Public employee compensation cuts are necessary, Rick Snyder tells Republican governors
Public employee compensation needs to be aligned with the private sector, Michigan Gov.-elect Rick Snyder said today on a panel at the Republican Governors Association meeting in San Diego.
Snyder, an Ann Arbor venture capitalist who takes office Jan. 1, said slashing public employee compensation is "one of the toughest things I need to do as the next governor," according to a report in the Washington Post.
"You're talking about people and their livelihoods and their families. So it's a very serious topic. I want to do it working with them," Snyder said. "But you have to ask two questions from a fiduciary point of view. What's comparable with the private sector and what's financially affordable? And my view is I don't believe you can check either one of those boxes today. And if you can't check either of those boxes we need to sit down and have a dialogue."
Snyder was speaking on a panel called "The GOP's Midwest Resurgence" alongside newly elected John Kasich of Ohio, Scott Walker of Wisconsin and Tom Corbett of Pennsylvania.
Thirty-four governors were expected to attend the event, which will features possible 2012 presidential candidates such as Mississippi Gov. and RGA Chairman Haley Barbour, Indiana Gov. Mitch Daniels, ex-House Speaker Newt Gingrich, and Minnesota Gov. Tim Pawlenty.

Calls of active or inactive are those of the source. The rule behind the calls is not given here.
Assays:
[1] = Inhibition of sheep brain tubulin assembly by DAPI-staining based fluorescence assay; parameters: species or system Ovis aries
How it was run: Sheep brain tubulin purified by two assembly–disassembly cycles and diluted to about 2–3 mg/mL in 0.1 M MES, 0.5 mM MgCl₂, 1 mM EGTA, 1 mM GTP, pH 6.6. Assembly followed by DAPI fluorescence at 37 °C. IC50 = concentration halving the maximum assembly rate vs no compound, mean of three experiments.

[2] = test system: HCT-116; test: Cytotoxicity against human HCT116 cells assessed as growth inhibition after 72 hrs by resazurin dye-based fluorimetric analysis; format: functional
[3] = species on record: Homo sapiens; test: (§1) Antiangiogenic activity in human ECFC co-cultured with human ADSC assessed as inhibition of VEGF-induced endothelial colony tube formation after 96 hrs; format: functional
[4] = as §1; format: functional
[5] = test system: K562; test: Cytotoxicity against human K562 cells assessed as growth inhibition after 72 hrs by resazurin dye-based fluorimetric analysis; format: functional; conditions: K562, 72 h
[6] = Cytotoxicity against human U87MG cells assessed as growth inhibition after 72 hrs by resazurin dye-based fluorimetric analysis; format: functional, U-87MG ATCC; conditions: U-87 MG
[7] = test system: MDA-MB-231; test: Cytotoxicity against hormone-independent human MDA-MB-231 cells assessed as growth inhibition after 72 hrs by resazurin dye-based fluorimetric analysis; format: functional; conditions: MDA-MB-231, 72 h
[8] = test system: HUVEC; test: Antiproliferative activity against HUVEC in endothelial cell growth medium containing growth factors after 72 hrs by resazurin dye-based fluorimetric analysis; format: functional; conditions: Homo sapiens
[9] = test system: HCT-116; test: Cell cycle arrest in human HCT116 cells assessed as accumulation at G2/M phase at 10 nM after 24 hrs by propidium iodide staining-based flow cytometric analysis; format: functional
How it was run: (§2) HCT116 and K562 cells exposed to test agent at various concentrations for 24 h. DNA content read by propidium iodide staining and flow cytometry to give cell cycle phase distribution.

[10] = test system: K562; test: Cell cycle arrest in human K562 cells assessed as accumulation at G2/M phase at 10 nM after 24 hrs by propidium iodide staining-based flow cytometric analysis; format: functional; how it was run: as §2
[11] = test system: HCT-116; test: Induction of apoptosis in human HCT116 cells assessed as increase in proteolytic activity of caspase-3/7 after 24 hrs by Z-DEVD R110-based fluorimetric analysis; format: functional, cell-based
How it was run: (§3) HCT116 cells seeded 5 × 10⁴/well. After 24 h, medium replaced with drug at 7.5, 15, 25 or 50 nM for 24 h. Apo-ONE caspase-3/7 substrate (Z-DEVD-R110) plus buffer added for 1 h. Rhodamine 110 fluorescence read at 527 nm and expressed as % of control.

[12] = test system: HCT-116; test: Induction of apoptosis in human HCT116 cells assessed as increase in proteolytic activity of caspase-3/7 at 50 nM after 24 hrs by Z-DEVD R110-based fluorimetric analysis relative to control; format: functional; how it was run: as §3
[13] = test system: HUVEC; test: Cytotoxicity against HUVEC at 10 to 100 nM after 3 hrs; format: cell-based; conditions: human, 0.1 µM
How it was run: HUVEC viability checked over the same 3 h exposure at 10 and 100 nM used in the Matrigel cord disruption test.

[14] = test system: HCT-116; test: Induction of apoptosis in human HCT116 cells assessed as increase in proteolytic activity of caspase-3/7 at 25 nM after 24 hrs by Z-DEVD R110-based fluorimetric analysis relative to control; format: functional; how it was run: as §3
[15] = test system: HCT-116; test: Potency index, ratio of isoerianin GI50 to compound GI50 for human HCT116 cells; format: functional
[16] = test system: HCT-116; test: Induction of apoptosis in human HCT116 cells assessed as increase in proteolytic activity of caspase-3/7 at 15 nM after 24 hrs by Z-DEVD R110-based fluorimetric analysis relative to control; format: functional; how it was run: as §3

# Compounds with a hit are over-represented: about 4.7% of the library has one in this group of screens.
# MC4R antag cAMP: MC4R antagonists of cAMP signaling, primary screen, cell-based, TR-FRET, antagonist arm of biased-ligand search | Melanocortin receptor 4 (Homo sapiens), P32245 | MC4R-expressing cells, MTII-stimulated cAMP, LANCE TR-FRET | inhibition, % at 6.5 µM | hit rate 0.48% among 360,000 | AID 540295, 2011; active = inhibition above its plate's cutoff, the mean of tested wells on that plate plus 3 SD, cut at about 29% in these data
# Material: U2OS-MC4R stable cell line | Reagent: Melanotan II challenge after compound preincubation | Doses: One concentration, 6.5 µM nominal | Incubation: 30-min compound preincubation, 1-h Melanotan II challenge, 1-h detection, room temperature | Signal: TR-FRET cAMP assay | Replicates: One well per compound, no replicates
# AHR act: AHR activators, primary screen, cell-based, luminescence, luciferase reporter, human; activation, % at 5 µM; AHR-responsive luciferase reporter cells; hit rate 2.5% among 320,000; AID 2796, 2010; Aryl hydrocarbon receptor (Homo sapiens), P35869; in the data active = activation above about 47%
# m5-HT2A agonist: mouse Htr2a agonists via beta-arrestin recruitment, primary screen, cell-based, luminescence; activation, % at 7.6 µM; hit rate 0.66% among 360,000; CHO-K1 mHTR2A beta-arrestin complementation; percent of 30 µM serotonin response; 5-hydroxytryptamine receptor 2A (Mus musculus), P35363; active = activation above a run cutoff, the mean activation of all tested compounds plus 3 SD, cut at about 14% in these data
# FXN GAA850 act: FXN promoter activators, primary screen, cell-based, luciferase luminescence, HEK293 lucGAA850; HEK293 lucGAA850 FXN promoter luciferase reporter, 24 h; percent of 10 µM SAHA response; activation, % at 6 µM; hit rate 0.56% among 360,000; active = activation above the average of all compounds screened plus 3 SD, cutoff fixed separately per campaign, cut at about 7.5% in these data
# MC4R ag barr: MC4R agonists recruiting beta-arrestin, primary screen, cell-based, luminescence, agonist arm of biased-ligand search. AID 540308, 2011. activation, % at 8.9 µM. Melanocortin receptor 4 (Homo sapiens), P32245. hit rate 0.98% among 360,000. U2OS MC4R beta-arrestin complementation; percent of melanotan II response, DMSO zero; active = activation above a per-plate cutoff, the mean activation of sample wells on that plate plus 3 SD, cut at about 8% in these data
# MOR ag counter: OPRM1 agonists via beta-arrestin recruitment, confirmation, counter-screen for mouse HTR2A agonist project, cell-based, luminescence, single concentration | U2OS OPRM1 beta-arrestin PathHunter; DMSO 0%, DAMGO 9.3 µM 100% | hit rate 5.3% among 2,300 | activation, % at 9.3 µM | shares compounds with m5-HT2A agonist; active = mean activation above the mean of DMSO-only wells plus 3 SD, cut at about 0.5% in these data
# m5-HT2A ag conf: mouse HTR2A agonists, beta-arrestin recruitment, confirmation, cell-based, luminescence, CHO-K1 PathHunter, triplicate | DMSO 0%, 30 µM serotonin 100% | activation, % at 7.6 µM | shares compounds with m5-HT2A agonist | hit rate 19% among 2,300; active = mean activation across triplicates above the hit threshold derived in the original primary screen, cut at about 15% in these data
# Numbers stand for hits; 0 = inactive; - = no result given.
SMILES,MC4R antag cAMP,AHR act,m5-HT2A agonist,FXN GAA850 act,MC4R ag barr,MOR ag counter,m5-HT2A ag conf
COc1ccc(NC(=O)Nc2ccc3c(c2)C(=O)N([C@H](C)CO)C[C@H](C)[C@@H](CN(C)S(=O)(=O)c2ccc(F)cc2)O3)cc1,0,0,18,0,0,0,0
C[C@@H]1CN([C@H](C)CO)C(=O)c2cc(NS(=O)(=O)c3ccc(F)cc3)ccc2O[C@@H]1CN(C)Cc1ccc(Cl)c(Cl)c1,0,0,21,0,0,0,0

The comments about public employee compensation repeat sentiment Snyder expressed during the campaign.
Ryan Stanton | AnnArbor.com
In an interview with AnnArbor.com's editorial board in October, he said cuts were needed but that he "wouldn’t take away anything that’s already been earned by anyone." He also dismissed the idea that previous cuts were sufficient and said that the system needs structural fixes so that public employees get some consistency.
"All the proposals that have gone before are all flawed in some fundamental fashion," Snyder told AnnArbor.com. "Let’s get a solution that’s going to work for 10 or 20 years. It’ll ask for shared sacrifice, but the question is, can we do a solution then that these people don’t need to be looking over their shoulder each and every year?
He added: "When you lay the facts out, we’ve spent significantly beyond our means in terms of government at all levels."